Hundreds rally across Ohio, NKY in support of abortion rights
CINCINNATI (WXIX) - Hundreds of people across Ohio and Kentucky marched Saturday, rallying for abortion rights.
The Cincinnati Women’s March took place at Fountain Square, City Hall, and the Hamilton County Courthouse, where pro-choice supporters were waving signs and chanting supporting women’s rights.
“It’s an event of awareness. It’s an event of women coming together and showing and proving that we are not going to be silenced on this issue. That reproductive freedom is not only for women, it’s for men. It’s for everybody,” Cincinnati marcher Billie Mayes said.
Andria Carter says that she felt that she had to participate in the Cincinnati march.
“I usually don’t do this. This is too important an issue not to say something,” Carter said.
According to state documents, a bill was introduced in the Ohio senate that says that all abortions would be illegal if the supreme court overturns Roe vs. Wade.
In July, Ohio Attorney General Dave Yost and Kentucky Attorney General Daniel Cameron joined a coalition with 23 other states pushing for the U.S. Supreme Court to overturn Roe vs. Wade.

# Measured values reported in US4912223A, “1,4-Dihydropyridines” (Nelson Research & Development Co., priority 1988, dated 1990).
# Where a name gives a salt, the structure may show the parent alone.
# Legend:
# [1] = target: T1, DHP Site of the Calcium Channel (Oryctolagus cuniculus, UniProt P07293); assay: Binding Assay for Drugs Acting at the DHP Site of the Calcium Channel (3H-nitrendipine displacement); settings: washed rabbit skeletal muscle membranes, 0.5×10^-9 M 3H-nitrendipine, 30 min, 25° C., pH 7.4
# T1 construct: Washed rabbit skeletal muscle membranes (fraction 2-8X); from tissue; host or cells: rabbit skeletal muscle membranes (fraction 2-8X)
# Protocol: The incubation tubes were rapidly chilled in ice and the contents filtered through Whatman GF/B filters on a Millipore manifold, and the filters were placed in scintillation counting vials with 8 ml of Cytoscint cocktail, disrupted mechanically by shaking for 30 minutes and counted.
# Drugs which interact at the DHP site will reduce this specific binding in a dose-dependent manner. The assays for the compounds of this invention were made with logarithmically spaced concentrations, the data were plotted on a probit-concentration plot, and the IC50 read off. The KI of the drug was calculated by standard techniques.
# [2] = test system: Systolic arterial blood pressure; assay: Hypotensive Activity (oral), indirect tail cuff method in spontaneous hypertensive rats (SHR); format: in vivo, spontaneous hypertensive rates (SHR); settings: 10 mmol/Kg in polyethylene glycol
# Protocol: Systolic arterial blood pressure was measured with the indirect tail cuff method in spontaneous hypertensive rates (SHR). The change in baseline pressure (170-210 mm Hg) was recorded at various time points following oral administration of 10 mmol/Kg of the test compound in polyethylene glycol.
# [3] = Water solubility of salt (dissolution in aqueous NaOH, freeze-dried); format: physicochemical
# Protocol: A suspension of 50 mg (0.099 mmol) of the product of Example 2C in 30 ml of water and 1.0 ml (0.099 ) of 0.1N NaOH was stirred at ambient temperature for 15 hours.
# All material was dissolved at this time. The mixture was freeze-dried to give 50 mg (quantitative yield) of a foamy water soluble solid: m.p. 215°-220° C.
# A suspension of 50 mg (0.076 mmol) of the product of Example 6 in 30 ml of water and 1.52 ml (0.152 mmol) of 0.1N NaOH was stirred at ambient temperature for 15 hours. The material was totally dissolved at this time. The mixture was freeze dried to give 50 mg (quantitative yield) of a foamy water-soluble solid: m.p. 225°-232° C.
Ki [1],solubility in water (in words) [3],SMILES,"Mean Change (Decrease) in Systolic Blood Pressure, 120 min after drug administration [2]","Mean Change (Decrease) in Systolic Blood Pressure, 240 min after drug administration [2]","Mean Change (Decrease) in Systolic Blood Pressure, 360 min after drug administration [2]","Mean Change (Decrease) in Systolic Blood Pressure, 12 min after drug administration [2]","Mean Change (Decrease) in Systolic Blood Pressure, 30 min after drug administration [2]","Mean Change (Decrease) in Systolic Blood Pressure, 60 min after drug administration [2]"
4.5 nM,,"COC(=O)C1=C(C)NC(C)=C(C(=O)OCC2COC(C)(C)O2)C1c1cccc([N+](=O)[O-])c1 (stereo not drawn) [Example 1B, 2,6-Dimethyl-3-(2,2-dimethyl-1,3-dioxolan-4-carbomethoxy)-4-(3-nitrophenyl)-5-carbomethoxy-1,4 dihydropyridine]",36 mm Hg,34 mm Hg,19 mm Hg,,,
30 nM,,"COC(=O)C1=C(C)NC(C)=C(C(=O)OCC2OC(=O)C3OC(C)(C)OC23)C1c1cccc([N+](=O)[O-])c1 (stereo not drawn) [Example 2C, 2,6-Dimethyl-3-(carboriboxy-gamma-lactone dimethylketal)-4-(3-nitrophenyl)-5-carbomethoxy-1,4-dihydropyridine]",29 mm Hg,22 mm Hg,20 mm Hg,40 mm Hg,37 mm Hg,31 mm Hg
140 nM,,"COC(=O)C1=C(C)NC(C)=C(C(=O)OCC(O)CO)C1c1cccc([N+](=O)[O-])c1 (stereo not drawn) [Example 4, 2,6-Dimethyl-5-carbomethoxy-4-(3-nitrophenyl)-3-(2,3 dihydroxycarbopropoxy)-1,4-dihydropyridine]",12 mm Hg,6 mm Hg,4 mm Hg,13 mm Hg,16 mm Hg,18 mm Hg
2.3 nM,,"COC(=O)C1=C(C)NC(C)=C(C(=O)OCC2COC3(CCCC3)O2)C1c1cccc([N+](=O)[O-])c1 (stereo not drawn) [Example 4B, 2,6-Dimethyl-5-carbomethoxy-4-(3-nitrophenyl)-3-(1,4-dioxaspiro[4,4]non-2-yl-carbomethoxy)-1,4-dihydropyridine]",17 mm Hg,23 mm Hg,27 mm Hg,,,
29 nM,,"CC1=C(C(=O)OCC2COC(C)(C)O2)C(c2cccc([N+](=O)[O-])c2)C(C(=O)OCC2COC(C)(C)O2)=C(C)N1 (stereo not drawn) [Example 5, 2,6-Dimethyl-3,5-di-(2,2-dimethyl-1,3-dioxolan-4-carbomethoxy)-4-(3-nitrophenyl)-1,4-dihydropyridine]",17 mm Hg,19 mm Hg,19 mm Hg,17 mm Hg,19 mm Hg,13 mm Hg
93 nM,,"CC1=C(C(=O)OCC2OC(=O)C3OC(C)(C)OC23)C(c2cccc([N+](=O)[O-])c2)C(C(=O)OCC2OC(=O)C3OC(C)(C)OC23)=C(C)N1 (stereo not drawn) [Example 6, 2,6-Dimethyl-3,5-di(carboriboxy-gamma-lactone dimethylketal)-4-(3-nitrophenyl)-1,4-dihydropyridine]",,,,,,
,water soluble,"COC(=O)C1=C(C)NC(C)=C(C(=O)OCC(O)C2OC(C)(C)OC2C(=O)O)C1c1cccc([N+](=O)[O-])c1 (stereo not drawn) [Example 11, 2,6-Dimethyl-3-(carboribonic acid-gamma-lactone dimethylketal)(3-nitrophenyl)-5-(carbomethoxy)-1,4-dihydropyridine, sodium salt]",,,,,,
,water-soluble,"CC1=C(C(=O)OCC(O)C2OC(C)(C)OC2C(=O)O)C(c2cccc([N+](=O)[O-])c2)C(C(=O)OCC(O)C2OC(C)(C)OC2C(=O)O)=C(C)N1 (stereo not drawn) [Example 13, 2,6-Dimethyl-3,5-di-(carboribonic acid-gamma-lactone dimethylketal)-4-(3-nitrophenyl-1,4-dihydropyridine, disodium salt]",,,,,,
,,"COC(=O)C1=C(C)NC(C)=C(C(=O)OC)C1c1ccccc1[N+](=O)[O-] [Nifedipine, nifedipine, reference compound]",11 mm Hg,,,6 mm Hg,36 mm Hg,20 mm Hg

In December, the Supreme Court will hear a case in Mississippi that could overturn the ruling.
Marchers in Covington Saturday stood outside the U.S. District Court shouting “My Body My Choice.”
Participants say the recent ruling is a threat to abortion access and they will not stop fighting.
“It’s making sure that the laws being put in place are fair and just,” Covington marcher Meagan King said.
In the meantime, a large crowd rallied in Mason on Saturday as council members consider making the city a sanctuary city for the unborn.
The measure would ban abortion clinics or providers from prescribing abortion medications within city limits. It would also target those who might assist someone in seeking an abortion.
There are no abortion providers in Mason.
“The choice is now, could we pass a piece of legislation that would prevent abortion clinics and providers from locating in the city of Mason?” Mason Mayor Kathy Grossman said on Monday. “And, is that in the best interest of our community?
“I believe the answer is yes. It provides legal protection from the unborn. But it also prevents a facility from locating in the city of Mason because it outlaws the service being provided.”
Mason City Council is getting help from a nonprofit called “Sanctuary Cities for the Unborn”, funded by the Right to Life of East Texas.
The vote could come as early as Oct. 11.
Lebanon became Ohio’s first sanctuary city for the unborn when council voted unanimously for the ordinance in May.
Lebanon does have a women’s center but abortions are not performed there.
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